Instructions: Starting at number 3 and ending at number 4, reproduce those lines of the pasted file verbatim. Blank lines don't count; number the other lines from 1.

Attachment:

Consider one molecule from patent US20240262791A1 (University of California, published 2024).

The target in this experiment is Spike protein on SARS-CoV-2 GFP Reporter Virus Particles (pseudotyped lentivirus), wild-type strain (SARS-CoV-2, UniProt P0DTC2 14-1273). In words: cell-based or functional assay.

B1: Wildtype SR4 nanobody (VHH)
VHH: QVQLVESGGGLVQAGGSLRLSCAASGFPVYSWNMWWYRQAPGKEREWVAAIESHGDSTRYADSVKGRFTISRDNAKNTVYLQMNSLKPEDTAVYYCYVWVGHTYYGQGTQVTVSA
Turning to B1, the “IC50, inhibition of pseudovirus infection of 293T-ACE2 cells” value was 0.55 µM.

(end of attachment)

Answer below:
B1: Wildtype SR4 nanobody (VHH)
VHH: QVQLVESGGGLVQAGGSLRLSCAASGFPVYSWNMWWYRQAPGKEREWVAAIESHGDSTRYADSVKGRFTISRDNAKNTVYLQMNSLKPEDTAVYYCYVWVGHTYYGQGTQVTVSA